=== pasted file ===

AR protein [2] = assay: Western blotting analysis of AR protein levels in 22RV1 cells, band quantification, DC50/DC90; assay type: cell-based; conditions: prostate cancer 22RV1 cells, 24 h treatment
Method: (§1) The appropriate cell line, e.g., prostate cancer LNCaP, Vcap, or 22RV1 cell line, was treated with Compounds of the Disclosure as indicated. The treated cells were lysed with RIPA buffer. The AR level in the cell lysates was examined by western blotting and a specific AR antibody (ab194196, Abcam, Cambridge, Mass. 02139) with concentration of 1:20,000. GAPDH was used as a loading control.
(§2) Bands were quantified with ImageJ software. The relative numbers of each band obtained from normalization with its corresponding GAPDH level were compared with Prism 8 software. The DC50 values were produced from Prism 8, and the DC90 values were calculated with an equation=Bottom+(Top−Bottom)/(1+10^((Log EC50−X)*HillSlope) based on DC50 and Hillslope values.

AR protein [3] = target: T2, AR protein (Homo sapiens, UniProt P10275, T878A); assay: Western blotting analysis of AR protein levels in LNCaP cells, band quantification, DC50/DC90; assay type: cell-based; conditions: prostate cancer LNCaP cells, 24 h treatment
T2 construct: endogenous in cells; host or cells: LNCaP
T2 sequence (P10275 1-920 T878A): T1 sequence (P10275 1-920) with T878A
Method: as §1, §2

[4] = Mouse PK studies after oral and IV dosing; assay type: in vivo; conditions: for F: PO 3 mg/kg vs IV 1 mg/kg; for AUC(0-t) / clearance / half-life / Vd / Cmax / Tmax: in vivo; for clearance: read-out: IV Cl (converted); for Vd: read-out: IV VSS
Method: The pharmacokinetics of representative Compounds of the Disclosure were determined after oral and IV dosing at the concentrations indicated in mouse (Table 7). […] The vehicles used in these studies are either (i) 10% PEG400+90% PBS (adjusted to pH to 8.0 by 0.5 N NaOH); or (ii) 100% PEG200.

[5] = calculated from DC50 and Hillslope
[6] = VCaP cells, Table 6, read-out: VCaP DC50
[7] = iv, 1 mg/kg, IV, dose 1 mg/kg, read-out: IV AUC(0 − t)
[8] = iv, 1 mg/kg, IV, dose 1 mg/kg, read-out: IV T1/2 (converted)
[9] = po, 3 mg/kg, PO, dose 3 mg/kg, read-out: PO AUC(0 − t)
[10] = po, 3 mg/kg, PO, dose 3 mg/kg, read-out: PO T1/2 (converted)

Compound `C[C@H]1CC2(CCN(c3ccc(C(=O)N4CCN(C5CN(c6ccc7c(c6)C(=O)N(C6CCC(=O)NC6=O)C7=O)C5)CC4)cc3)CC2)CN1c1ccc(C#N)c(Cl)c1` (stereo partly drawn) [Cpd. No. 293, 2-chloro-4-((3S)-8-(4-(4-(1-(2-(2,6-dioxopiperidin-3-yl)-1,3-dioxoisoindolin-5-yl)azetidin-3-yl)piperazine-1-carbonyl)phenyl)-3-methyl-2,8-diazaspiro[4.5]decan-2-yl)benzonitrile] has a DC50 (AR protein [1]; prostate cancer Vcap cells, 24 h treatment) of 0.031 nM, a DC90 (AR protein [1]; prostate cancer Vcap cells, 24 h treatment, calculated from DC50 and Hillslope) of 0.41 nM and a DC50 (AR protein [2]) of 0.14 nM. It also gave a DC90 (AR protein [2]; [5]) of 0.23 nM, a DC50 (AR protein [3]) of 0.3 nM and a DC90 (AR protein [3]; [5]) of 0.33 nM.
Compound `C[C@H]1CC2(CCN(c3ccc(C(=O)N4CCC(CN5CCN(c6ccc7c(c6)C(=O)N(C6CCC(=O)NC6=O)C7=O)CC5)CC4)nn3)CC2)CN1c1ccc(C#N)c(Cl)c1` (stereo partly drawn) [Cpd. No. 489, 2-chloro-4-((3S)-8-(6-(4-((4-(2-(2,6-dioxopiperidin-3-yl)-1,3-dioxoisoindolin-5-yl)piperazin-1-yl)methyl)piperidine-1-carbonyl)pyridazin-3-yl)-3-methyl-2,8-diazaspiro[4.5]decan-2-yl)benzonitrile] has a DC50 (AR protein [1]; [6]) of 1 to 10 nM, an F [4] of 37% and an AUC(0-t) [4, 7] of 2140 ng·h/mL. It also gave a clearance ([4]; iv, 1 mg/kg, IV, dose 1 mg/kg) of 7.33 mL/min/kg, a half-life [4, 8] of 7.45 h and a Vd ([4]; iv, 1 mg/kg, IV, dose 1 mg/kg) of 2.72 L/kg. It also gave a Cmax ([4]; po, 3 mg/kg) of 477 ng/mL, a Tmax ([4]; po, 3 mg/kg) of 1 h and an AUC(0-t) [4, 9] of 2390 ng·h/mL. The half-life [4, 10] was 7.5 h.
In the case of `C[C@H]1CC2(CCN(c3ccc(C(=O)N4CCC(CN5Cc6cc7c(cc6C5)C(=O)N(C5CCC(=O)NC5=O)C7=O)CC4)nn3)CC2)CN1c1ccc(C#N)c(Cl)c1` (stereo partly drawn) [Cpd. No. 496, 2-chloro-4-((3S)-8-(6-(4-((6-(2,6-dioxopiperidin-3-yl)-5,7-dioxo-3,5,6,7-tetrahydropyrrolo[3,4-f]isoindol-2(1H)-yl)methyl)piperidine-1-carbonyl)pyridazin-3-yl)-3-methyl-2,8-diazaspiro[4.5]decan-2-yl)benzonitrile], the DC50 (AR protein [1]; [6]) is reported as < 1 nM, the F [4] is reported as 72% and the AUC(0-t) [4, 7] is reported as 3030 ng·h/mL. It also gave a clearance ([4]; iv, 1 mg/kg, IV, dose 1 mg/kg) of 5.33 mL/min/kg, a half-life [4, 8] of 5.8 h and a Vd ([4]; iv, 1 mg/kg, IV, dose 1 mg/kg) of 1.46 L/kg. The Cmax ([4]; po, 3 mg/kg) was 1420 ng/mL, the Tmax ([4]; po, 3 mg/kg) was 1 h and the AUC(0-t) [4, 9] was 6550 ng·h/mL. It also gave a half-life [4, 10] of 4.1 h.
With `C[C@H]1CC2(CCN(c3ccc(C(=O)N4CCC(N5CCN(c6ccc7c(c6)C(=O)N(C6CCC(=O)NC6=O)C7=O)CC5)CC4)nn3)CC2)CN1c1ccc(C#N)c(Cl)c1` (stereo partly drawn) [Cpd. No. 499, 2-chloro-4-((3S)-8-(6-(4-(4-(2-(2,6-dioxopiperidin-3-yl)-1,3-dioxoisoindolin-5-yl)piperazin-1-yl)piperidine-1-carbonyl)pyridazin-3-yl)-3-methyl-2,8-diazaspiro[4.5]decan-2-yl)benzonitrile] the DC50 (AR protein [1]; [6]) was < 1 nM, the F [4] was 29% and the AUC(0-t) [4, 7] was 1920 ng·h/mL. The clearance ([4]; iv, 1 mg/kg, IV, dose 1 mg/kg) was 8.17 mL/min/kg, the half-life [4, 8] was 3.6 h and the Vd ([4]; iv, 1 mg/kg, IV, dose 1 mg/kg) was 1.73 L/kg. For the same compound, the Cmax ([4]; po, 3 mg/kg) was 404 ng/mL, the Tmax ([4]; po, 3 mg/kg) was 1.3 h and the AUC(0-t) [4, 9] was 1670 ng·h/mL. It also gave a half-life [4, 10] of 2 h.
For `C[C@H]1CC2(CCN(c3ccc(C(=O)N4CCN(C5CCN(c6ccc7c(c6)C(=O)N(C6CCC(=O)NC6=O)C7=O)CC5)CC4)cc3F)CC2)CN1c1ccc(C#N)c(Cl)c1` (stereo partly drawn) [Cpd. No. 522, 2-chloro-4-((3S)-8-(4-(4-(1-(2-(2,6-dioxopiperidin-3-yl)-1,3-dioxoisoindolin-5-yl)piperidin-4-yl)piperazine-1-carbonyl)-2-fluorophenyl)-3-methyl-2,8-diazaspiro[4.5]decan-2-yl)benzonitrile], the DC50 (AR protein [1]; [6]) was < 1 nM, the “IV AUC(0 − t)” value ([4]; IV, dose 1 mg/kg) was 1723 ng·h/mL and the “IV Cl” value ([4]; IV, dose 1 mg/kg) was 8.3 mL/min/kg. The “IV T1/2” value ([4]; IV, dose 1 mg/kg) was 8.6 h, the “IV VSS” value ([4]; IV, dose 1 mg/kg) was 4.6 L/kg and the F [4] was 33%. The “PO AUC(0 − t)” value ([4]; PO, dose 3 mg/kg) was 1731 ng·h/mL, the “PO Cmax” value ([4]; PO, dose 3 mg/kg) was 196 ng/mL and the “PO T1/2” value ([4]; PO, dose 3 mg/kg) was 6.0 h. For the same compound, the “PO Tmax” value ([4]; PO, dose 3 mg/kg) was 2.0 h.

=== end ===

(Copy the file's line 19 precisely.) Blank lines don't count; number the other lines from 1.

With `C[C@H]1CC2(CCN(c3ccc(C(=O)N4CCC(N5CCN(c6ccc7c(c6)C(=O)N(C6CCC(=O)NC6=O)C7=O)CC5)CC4)nn3)CC2)CN1c1ccc(C#N)c(Cl)c1` (stereo partly drawn) [Cpd. No. 499, 2-chloro-4-((3S)-8-(6-(4-(4-(2-(2,6-dioxopiperidin-3-yl)-1,3-dioxoisoindolin-5-yl)piperazin-1-yl)piperidine-1-carbonyl)pyridazin-3-yl)-3-methyl-2,8-diazaspiro[4.5]decan-2-yl)benzonitrile] the DC50 (AR protein [1]; [6]) was < 1 nM, the F [4] was 29% and the AUC(0-t) [4, 7] was 1920 ng·h/mL. The clearance ([4]; iv, 1 mg/kg, IV, dose 1 mg/kg) was 8.17 mL/min/kg, the half-life [4, 8] was 3.6 h and the Vd ([4]; iv, 1 mg/kg, IV, dose 1 mg/kg) was 1.73 L/kg. For the same compound, the Cmax ([4]; po, 3 mg/kg) was 404 ng/mL, the Tmax ([4]; po, 3 mg/kg) was 1.3 h and the AUC(0-t) [4, 9] was 1670 ng·h/mL. It also gave a half-life [4, 10] of 2 h.